He is a Yorkshireman whose genius is largely forgotten, an 18th century Stephen Hawking who overcame impossible odds to achieve greatness in science. But nearly 300 years after his death, Nicholas Saunderson’s name may literally gain currency.
A taxman’s son from Thurlstone, near Penistone, who was struck blind by smallpox at the age of one, but who learned Latin and Greek and worked his way to Cambridge, he is the unlikely star of a new stage musical. He could also be the next face on the £50 note.
Saunderson was a friend and contemporary of Sir Isaac Newton, and the two held the same mathematics professorship at Cambridge. But whereas Newton’s portrait sat for 10 years on the old £1 note, Saunderson’s image has been confined to the science textbooks.
“He was an inspirational man world has forgotten,” said Max Reid, the Penistone businessman behind the campaign to resurrect his name.
“He was a determined so-and-so, who had to fight the establishment to achieve something great in his life, despite prejudice and his severe disability. That’s as relevant today as it was 350 years ago.”
In a career that paralleled that of Newton, Saunderson is said to have discovered a pivotal scientific principle, that the probability of an event can be determined from prior knowledge.
But his childhood adversity almost condemned him to the poorhouse, Mr Reid said.
“He would not have been given the same privileges as able-bodied children – a place at the local free grammar school. But he was adamant that he would not let his disability define him.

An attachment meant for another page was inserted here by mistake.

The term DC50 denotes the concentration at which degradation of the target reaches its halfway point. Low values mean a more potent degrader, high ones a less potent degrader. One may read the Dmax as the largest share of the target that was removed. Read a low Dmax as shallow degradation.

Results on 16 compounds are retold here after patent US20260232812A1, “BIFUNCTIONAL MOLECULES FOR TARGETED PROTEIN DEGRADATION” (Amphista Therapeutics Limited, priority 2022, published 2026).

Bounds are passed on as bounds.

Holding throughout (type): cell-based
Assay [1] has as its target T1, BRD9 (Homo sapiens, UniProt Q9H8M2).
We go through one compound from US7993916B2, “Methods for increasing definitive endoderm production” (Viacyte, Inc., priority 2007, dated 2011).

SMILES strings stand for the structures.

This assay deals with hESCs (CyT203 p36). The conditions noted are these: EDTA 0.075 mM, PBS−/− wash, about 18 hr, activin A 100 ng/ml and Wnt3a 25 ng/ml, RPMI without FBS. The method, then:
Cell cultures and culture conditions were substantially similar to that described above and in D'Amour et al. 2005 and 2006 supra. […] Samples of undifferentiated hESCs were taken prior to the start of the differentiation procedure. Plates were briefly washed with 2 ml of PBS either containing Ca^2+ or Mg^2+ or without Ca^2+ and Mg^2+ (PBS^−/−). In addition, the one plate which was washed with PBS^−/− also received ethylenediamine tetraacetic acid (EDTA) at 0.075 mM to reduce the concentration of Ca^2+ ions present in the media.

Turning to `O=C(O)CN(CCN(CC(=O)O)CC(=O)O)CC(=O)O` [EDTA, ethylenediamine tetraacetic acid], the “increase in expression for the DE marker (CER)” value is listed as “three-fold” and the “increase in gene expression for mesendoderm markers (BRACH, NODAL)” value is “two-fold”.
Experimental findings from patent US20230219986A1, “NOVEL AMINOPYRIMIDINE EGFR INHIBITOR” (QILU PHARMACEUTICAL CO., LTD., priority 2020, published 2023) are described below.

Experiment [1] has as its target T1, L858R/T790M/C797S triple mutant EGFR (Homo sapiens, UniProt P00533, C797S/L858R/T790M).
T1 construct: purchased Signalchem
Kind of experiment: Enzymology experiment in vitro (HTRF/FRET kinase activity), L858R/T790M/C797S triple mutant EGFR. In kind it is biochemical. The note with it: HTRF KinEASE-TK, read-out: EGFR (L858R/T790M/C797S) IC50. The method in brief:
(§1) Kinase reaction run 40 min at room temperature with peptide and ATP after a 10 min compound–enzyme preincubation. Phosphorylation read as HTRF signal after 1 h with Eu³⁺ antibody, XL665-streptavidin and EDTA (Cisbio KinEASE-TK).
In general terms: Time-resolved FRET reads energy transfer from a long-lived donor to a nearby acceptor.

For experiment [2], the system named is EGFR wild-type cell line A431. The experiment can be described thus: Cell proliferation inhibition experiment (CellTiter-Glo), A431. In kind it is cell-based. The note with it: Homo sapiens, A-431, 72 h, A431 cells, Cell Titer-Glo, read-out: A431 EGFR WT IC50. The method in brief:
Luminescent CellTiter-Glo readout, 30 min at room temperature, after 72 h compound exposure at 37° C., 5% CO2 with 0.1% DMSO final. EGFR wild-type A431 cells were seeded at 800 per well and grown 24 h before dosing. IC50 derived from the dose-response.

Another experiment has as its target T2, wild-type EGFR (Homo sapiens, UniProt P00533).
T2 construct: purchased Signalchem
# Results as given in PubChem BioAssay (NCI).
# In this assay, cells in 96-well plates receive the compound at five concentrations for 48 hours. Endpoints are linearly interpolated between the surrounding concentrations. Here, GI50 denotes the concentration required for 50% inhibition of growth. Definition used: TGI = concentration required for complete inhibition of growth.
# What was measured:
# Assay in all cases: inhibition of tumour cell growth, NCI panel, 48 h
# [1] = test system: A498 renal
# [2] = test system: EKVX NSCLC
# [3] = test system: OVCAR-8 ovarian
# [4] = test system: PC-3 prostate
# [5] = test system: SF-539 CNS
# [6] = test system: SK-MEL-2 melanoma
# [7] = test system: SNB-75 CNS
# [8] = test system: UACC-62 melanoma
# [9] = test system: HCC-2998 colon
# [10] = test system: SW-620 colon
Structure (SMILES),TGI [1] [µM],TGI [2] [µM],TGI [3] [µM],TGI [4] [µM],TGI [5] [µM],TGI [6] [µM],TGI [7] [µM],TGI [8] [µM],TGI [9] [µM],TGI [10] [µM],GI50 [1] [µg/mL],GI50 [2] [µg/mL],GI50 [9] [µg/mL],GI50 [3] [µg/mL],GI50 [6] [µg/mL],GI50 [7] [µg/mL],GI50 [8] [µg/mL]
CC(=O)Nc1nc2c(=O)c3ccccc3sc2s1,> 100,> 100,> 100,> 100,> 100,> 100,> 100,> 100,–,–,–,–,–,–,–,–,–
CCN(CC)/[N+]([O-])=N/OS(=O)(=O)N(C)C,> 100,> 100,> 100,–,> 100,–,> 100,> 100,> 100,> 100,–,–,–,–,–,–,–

“In an era before Braille, local legend has it that he taught himself to read by running his fingers over the gravestones in the churchyard.”
Mr Reid and teacher Andy Platt collaborated on the musical No Horizon, based on Saunderson’s life. At the Edinburgh Fringe, the disc jockey Chris Evans described it as “Yorkshire’s Les Mis”, although its single subject makes it more closely match the current Broadway hit, Hamilton.
Next spring, with funding from the Arts Council and others, it will embark on a tour of the North, taking in York, Harrogate and Barnsley, the town closest to the young Saunderson’s home. The Barnsley Civic and Doncaster’s Cast Theatre have commissioned it.
But the prospect of Saunderson’s picture on a banknote would bring him “official” recognition, Mr Reid said. The Bank of England has placed his name on its “longlist” of contenders to be the face of the science-themed £50 note it will unveil later this year, following a public call for nominations and deliberation by a committee of scientists. A portrait of only one Northerner, the Newcastle-born railwayman George Stephenson, has previously been used on the nation’s currency.
Mr Reid said: “Imagine how many children out there haven’t followed their dreams because they’ve been told it’s impossible or because there hasn’t been a role model.
“Nicholas Saunderson can be that role model for generations to come, but only if we recognise his story and place him where all our society can see him.”
• Described as a gruff Yorkshireman, Nicholas Saunderson was taken on as a lecturer at Cambridge – where he overhauled much of the curriculum – despite having no formal qualifications. His students there included the son of the Horace Walpole, Prime Minister of the day.
Saunderson was created a doctor of laws in 1728 by command of King George II.
Controversially an atheist, he nevertheless married a clergyman’s daughter, with whom he had two children. Their descendants are said to still live in Penistone.
He died of scurvy, aged 57, in 1739.